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Julia Angwin

Senior Reporter

Photo of Julia Angwin

Julia Angwin is a senior reporter at ProPublica. From 2000 to 2013, she was a reporter at The Wall Street Journal, where she led a privacy investigative team that was a finalist for a Pulitzer Prize in Explanatory Reporting in 2011 and won a Gerald Loeb Award in 2010. Her book "Dragnet Nation: A Quest for Privacy, Security and Freedom in a World of Relentless Surveillance," was published by Times Books in 2014, and was shortlisted for Best Business Book of the Year by the Financial Times.

Also in 2014, Julia was named reporter of the year by the Newswomenâs Club of New York. In 2003, she was on a team of reporters at The Wall Street Journal that was awarded the Pulitzer Prize in Explanatory Reporting for coverage of corporate corruption. She is also the author of âStealing MySpace: The Battle to Control the Most Popular Website in Americaâ (Random House, March 2009). She earned a B.A. in mathematics from the University of Chicago and an MBA from the Graduate School of Business at Columbia University.

To send her encrypted PGP e-mail, you can use the following public key: F292 E93A 86B3 1713 05A6 FE9F 85C9 09BB C664 D201 (0xC664D201)

California Regulators Require Auto Insurers to Adjust Rates

The state changed its approach in response to ProPublica’s finding that minority neighborhoods were paying higher premiums than white areas with the same risk.

Facebook Enabled Advertisers to Reach ‘Jew Haters’

After being contacted by ProPublica, Facebook removed several anti-Semitic ad categories and promised to improve monitoring.

Help Us Monitor Political Ads Online

ProPublica launches a “PAC” to scrutinize campaign ads on Facebook.

Have You Experienced Hate Speech on Facebook? We Want To Hear From You.

Help us investigate how Facebook’s censorship policies actually work.

Despite Disavowals, Leading Tech Companies Help Extremist Sites Monetize Hate

Most tech companies have policies against working with hate websites. Yet a ProPublica survey found that PayPal, Stripe, Newsmax and others help keep more than half of the most-visited extremist sites in business.

Facebook’s Secret Censorship Rules Protect White Men From Hate Speech But Not Black Children

A trove of internal documents sheds light on the algorithms that Facebook’s censors use to differentiate between hate speech and legitimate political expression.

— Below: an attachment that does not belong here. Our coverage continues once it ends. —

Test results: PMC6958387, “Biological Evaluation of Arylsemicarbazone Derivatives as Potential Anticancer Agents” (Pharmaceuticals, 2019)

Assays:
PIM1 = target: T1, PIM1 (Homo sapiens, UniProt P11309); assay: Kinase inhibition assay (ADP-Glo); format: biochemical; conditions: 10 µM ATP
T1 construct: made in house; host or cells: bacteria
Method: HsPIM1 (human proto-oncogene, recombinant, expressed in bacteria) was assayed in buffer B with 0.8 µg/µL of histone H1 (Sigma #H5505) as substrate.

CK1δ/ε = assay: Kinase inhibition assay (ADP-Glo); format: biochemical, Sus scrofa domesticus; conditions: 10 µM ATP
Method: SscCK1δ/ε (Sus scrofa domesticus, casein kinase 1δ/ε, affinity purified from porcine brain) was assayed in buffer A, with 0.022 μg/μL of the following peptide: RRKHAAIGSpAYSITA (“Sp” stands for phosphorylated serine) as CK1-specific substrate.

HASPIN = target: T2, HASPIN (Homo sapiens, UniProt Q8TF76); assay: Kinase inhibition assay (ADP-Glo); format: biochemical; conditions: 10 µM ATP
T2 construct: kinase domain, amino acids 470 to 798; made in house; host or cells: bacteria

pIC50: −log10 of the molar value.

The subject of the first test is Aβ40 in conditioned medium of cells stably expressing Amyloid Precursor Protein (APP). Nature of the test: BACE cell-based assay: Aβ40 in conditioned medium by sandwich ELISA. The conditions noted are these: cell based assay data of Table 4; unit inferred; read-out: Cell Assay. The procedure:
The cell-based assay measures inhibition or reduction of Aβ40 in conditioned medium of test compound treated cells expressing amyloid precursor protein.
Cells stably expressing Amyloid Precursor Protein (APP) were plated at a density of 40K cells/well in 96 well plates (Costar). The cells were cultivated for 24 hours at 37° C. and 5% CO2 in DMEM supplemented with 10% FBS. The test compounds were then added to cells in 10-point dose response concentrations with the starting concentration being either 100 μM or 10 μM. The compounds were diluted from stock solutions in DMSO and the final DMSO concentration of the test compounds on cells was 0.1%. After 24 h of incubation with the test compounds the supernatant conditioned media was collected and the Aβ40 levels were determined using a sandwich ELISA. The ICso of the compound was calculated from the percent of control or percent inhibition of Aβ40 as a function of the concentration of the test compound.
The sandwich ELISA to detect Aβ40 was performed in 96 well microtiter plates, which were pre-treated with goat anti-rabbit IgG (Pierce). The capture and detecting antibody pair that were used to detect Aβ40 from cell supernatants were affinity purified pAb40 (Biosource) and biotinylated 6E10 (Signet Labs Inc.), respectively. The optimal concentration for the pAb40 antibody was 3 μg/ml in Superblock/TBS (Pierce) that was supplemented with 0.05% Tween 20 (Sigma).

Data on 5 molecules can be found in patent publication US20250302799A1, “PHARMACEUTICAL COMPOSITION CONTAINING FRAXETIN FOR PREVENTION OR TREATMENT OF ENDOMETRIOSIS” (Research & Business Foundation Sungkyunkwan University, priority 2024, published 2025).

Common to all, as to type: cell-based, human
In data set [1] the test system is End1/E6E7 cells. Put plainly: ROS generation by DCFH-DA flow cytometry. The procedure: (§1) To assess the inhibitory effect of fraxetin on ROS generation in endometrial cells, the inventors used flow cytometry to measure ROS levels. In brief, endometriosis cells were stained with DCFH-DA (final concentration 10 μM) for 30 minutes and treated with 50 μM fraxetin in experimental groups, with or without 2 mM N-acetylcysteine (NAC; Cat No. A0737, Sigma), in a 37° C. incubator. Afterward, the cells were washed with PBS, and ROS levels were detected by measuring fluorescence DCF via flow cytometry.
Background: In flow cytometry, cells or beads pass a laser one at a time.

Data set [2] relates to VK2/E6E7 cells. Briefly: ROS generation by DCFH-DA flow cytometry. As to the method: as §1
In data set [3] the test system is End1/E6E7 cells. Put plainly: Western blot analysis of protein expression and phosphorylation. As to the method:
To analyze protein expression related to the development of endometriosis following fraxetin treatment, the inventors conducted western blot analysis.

California to Investigate Racial Discrimination in Auto Insurance Premiums

The state’s insurance department is following up on our findings that eight auto insurers charge more in minority neighborhoods than in other neighborhoods with similar risk.

Any Half-Decent Hacker Could Break Into Mar-a-Lago

We tested internet security at four Trump properties. It’s not good.

Chicago Area Disparities in Car Insurance Premiums

Some car insurers charge higher premiums in Chicago’s minority neighborhoods than in predominantly white neighborhoods with similar risk of accidents.

Minority Neighborhoods Pay Higher Car Insurance Premiums Than White Areas With the Same Risk

Our analysis of premiums and payouts in California, Illinois, Texas and Missouri shows that some major insurers charge minority neighborhoods as much as 30 percent more than other areas with similar accident costs.

How to Protect Your Digital Privacy in the Era of Public Shaming

Americans face unprecedented threats to the digital safety of their personal information. We offer nine tips to foil hackers, ransomware, online trackers, data brokers and other menaces.

Bias in Criminal Risk Scores Is Mathematically Inevitable, Researchers Say

ProPublica’s analysis of bias against black defendants in criminal risk scores has prompted research showing that the disparity can be addressed — if the algorithms focus on the fairness of outcomes.

Facebook Doesn’t Tell Users Everything It Really Knows About Them

The site shows users how Facebook categorizes them. It doesn’t reveal the data it is buying about their offline lives.

Facebook Says it Will Stop Allowing Some Advertisers to Exclude Users by Race

Facebook says it will build a system to prevent advertisers from buying credit, housing or employment ads that exclude viewers by race.

Facebook Lets Advertisers Exclude Users by Race

Facebook’s system allows advertisers to exclude black, Hispanic, and other “ethnic affinities” from seeing ads.

Google Has Quietly Dropped Ban on Personally Identifiable Web Tracking

Google is the latest tech company to drop the longstanding wall between anonymous online ad tracking and user’s names.

Breaking the Black Box: How Machines Learn to Be Racist

Artificial Intelligence is only as good as the patterns we teach it. To illustrate the sensitivity of AI systems, we built an AI engine that deduced synonyms from news articles published by different types of news organizations.

Breaking the Black Box: When Machines Learn by Experimenting on Us

As we enter the era of artificial intelligence, machines regularly conduct experiments on human behavior. Here’s a look at how software used by the New York Times and New York Post uses you to test their headlines.

machine

The phone you use, the computer you own and the ZIP code you live in can all be factors in what prices you see when shopping online. Welcome to the world of mass customization.

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